« PreviousContinue »
said that Constantinople, the great metropolis of the Mahometan empire, stands upon seven hills; the same is also asserted of London. As regards the blood of the saints and of the martyrs of Jesus, there are other cities besides Rome which are stained with this holy blood, and are guilty of the most cruel persecutions against the true followers of Christ throughout the world. Moreover, there is nothing which hinders us from believing that before the coming of Christ another city may arise, as much swayed by an Antichristian spirit, and as guilty of cruelty in persecuting the followers of Jesus, as Jerusalem was in killing the prophets and just men of old, and pagan Rome in persecuting the Church in her infancy and shedding the blood of her children.
Heretics, who are always on the watch in order to slander and defame the Catholic Church, assert that the Babylon of the Apocalypse signifies Papal Rome. But where are their arguments ? Papal Rome, far from bearing those characteristics which St. John attributes to Babylon, is stamped with the very opposite marks. If heretics do not acknowledge this, it must be attributed to the deep prejudices which, from their infancy, they have unhappily imbibed against the Catholic Church. For who can say that the chief characteristic of Papal Rome is to excel other cities for “merchandise of gold and silver, and precious stones, and of pearls and fine linen and purple
. and wine, and oil, and fine flour, and wheat, and beasts, and sheep, and horses?”1
Who can be sincerely convinced that the merchants of Papal Rome are "the great men of the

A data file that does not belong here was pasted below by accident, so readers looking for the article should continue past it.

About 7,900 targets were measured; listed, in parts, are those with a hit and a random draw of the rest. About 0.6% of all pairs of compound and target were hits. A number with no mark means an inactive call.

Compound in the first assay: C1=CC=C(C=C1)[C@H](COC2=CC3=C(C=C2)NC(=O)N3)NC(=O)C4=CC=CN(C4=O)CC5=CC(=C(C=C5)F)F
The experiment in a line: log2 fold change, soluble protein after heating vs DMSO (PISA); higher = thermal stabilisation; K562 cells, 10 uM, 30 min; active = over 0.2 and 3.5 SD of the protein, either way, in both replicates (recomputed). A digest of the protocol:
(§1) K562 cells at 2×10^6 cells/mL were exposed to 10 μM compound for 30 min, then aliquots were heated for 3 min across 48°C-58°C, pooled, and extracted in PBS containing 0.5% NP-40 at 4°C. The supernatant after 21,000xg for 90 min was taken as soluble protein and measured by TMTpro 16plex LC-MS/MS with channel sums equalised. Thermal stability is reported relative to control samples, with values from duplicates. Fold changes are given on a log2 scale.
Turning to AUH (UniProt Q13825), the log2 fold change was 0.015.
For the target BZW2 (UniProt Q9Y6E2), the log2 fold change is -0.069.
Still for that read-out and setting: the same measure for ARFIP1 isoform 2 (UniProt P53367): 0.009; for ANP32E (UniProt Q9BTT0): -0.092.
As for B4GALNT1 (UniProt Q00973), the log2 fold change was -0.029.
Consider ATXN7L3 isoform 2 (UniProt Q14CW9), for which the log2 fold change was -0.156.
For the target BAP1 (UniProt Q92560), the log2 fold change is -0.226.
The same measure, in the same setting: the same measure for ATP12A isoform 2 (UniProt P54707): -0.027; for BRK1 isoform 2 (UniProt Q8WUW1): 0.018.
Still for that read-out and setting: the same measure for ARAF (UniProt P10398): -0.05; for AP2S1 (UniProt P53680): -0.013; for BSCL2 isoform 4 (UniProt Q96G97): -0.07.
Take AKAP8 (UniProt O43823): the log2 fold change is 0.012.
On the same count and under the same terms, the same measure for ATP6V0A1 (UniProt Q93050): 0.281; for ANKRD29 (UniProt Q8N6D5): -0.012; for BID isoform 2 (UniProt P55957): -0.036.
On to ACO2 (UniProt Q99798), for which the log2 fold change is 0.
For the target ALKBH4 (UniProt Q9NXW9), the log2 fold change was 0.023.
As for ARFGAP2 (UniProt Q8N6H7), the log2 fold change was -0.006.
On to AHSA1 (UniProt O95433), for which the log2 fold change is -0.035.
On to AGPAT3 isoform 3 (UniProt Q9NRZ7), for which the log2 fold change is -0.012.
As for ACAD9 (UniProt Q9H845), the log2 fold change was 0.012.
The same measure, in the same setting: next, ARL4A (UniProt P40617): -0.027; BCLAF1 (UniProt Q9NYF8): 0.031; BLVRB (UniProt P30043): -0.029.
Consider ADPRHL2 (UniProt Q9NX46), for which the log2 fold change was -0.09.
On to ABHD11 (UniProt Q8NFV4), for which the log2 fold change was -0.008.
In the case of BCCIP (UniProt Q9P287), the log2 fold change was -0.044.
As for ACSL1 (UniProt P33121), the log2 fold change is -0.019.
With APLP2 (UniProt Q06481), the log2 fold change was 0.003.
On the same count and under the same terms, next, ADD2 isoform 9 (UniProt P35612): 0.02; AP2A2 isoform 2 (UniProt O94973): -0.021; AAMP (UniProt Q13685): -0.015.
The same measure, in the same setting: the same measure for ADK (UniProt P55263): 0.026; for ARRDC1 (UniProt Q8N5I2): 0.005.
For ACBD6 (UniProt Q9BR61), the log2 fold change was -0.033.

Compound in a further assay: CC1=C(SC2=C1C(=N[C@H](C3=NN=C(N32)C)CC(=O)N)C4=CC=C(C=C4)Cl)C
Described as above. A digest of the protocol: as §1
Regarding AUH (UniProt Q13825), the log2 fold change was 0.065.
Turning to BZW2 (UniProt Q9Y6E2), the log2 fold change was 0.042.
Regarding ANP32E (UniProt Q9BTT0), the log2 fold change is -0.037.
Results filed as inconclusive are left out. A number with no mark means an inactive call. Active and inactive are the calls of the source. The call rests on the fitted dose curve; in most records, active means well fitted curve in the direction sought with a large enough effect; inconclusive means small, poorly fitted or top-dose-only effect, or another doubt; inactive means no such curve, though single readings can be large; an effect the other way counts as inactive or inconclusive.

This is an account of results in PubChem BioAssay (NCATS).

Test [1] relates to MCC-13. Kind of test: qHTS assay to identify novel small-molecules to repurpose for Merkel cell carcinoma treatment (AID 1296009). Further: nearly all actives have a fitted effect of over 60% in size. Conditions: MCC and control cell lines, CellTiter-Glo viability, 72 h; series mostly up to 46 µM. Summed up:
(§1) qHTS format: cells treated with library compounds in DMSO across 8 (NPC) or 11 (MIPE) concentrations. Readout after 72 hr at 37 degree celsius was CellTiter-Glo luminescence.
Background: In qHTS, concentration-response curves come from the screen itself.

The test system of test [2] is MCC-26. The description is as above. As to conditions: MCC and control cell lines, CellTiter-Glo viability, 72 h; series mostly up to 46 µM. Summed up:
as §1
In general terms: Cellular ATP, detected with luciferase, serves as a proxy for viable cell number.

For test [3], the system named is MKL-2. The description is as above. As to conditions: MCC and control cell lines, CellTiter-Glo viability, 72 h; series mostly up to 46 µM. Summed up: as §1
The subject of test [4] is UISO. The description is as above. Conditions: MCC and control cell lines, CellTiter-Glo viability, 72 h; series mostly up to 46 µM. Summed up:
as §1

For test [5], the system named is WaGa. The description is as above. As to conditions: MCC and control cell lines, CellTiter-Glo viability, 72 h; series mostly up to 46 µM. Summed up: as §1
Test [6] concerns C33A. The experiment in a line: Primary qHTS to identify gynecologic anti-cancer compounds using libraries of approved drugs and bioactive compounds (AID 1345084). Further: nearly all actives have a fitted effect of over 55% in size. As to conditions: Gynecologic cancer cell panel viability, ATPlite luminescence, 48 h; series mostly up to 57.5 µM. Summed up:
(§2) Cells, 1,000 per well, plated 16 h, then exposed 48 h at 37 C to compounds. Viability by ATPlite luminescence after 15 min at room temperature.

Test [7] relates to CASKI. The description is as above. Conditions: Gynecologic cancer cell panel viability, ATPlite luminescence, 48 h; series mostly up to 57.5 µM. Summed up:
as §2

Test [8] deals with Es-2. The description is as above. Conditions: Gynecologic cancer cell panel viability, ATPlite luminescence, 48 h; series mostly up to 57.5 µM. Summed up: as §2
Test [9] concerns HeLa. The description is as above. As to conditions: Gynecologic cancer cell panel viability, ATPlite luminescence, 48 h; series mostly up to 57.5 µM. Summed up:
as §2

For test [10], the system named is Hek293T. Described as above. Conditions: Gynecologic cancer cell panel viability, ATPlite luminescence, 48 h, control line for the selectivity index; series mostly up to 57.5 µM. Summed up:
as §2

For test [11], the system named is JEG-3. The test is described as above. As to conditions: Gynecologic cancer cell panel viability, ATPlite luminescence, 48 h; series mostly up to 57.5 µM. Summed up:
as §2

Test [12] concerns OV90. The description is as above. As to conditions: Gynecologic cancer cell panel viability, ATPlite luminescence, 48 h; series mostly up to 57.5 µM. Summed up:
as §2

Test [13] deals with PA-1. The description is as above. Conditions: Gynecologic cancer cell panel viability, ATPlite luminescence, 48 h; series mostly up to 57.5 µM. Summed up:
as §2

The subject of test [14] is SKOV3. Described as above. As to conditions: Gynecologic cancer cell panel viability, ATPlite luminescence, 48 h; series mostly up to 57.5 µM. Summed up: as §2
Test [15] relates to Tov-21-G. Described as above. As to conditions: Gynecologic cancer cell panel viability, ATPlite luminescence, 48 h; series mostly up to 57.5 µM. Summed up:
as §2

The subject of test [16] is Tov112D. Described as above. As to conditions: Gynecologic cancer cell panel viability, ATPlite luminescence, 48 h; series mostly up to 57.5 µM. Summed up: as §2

A poc, xviii. 12, 13.
earth,” and that “every mariner, and all that have ships at sea, are made rich by reason of her prices?” Who can be persuaded that the welfare of the kings and merchants of the earth, and of every ship-master and of all mariners, depends on the prosperity of Papal Rome, so that her fall should cause in them great mourning and weeping ?1
The angel proclaims the destruction of Babylon, because, he says, “all nations have drunk of the wine of the wrath of her fornication, and the kings of the earth have committed fornication with her, and the merchants of the earth have been made rich by the power of her delicacies."? “ Now let the reader," as Mr. Phillipps justly remarks, dwell
upon these words, and he will at once see the absurdity of applying them to the Catholic Church. The Catholic Church has never yet brought all nations within her pale; and as for the kings of the earth, very few of them have ever yet admitted her authority or embraced her doctrine. At the moment that I am now writing, there are in Europe alone a majority of nations and kings who do not profess the Catholic faith. England, Holland, Wirtemberg, Prussia, Denmark, Norway, Sweden, Greece, Russia, are all of them either Protestant, or else in schism, all separated from the Catholic Church; and when we look to the other continents, the proportion is still less in her favour; while I am quite at a loss to understand what the Catholic Church can have to do with the "merchants of the earth," or how the